PALM SPRINGS, Ca.
There were heartfelt cheers and real emotion during KMIR’s panel event meant to bring unity after the terrorist attack in Orlando that took the lives of 49 people, most of them members of the LGBT community.
Leaders, from national, city, law enforcement, religious and the LGBT community, discussed important topics surrounded by the people they affect. The discussion quickly turned towards gun control.
"If we waited for the federal government we would still be able to be fired from our jobs here in California for being gay so we can’t wait we have to act locally and on a state level and push Congress to do it federally once and for all," said Palm Springs council member Geoff Kors,
"I’m hoping and fighting that this will be the threshold so that we can finally act and get this done," said Congressman Raul Ruiz (D) 36th Dist.
"Standing United" was broadcast from the heart of Downtown Palm Springs on Arenas Road, a gathering place for the LGBT community. The panel discussed some tough issues including the role of religion.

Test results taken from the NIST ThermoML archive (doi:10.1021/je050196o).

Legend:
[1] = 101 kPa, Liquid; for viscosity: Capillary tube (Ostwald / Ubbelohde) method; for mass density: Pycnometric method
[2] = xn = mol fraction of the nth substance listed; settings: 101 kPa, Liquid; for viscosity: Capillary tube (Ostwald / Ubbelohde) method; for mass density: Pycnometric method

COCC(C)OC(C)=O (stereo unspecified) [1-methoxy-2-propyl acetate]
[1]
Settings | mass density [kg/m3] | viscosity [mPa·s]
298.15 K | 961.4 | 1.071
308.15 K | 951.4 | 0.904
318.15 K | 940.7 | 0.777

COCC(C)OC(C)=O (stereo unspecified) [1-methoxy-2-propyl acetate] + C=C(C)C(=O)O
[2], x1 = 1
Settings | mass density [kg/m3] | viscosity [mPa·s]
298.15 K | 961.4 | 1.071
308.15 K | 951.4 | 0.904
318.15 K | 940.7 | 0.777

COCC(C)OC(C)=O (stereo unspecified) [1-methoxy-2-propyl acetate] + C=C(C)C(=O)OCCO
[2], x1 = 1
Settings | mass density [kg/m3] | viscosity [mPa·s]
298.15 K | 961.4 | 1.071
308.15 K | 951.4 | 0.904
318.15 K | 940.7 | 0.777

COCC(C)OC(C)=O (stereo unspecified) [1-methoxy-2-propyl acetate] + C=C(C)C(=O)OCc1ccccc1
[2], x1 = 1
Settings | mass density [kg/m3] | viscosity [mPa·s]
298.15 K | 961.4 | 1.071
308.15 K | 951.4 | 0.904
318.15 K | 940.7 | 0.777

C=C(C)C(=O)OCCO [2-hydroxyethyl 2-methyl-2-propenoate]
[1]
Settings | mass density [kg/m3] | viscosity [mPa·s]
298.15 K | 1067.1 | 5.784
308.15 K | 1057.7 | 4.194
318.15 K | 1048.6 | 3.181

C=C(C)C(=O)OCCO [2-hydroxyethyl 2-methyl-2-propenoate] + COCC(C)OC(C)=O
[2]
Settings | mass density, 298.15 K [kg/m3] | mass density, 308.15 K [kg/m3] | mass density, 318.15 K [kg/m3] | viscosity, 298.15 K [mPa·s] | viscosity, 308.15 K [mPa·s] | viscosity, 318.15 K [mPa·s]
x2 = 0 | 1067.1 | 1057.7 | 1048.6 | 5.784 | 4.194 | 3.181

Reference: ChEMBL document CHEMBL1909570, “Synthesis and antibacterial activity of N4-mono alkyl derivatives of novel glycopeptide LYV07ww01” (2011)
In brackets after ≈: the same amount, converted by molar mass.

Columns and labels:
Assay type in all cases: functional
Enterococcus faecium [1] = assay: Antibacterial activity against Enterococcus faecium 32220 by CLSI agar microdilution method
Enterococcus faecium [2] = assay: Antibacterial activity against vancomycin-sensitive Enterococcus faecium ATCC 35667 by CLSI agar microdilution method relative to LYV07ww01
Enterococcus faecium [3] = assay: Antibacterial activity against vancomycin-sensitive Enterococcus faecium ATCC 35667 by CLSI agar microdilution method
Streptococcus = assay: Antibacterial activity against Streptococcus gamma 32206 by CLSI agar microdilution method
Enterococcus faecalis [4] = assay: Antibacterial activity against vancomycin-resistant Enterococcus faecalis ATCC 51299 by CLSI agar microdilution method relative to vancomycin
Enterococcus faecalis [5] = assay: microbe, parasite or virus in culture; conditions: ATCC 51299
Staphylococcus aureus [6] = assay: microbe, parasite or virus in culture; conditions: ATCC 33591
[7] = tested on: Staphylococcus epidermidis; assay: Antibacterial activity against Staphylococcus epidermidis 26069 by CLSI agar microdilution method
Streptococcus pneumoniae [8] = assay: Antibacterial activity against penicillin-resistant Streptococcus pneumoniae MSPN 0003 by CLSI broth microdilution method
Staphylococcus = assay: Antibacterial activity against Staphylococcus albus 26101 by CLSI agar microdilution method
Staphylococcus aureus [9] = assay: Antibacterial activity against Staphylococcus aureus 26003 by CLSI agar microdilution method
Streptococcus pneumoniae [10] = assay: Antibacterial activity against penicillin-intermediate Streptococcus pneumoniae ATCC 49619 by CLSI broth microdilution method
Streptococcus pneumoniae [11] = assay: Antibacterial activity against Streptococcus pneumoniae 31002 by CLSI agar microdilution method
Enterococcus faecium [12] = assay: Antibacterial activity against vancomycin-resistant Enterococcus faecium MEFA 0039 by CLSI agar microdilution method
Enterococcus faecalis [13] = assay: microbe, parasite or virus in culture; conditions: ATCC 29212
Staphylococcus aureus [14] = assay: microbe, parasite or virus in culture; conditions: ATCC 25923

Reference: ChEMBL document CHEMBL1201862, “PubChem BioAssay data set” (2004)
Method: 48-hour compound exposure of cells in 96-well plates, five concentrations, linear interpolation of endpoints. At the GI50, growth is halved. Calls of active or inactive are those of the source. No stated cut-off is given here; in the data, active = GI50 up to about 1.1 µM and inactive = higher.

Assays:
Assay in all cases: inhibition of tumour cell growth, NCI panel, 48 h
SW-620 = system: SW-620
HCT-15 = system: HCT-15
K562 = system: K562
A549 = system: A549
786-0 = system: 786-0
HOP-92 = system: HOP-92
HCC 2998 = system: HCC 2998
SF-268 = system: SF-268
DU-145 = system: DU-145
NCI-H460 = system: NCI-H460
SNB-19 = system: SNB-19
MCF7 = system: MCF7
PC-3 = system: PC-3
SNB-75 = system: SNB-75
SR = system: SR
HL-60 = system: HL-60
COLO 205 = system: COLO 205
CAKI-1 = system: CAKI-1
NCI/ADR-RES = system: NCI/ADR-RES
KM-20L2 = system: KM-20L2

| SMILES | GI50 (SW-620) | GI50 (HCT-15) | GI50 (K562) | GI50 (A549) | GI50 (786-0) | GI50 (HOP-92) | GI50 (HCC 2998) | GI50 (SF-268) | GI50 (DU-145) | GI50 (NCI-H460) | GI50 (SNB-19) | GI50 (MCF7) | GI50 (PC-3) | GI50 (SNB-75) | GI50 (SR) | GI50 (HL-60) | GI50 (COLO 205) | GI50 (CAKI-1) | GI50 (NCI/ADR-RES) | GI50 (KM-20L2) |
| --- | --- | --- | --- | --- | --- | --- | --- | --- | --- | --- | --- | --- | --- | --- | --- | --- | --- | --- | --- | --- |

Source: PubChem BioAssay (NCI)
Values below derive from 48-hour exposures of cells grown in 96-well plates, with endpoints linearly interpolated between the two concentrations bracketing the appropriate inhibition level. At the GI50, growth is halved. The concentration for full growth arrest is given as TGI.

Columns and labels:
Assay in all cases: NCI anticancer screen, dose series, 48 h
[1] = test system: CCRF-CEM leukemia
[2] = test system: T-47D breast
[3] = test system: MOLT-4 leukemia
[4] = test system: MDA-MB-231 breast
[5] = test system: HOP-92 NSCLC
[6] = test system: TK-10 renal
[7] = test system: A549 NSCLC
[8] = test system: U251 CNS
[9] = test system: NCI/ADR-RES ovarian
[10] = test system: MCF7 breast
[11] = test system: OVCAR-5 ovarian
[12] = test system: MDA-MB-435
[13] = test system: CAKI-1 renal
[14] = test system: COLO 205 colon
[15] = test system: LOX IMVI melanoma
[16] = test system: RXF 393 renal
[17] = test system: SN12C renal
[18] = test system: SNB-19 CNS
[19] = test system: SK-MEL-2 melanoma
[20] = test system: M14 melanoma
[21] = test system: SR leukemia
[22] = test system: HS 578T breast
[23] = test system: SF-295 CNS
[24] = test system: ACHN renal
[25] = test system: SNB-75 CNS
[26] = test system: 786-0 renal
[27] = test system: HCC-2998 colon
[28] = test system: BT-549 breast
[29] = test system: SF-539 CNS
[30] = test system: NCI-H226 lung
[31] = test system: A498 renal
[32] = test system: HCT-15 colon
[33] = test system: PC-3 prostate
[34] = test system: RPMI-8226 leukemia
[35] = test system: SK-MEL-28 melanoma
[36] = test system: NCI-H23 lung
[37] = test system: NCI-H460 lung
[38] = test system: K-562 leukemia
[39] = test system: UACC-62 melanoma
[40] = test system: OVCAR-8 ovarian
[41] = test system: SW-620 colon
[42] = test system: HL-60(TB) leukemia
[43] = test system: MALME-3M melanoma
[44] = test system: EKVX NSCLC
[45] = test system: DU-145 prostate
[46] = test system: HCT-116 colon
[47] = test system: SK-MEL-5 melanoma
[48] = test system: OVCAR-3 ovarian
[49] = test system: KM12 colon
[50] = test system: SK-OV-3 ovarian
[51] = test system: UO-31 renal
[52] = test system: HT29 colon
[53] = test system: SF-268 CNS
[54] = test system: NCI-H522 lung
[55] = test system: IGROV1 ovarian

"Regardless of who they are as Muslims we are commanded to stand up for justice wherever we think that needs to be you know people like ISIS … it’s a political movement. It has zero to do with religion and it has everything to do with politics," said Imam Reymundo Nour of the Islamic Center of Palm Springs.
"We need to actually move from this seeking just to tolerate but to seek to actually love and embrace," said Father Andrew Green, of the Church of St. Paul in the Desert.
And while some of the discussion got uncomfortable at times. Most agreed it’s necessary to move forward and heal.
"The community that I face everyday, my friends, my family, that we’re all struggling with this on an emotional level," said Palm Springs resident Bill Seals who attended the event with friends.
"It is very important and it’s a great step," says Glenn Robinson of Palm Desert who attended "Standing United" with his husband.
KMIR’s news director David Reese says this call to action won’t end after this event, "We’re going to bring them all back to this spot in three months, which ironically will be the day after 9-11, to talk more about what some people are calling the ‘gay 9-11’."
Because words and actions, when combined, are powerful and poetic as Ralph Perry recites from memory a poem he wrote about Orlando, "Can good come from evil, sad a never ending quest, but now in somber silence we lay our dead to rest."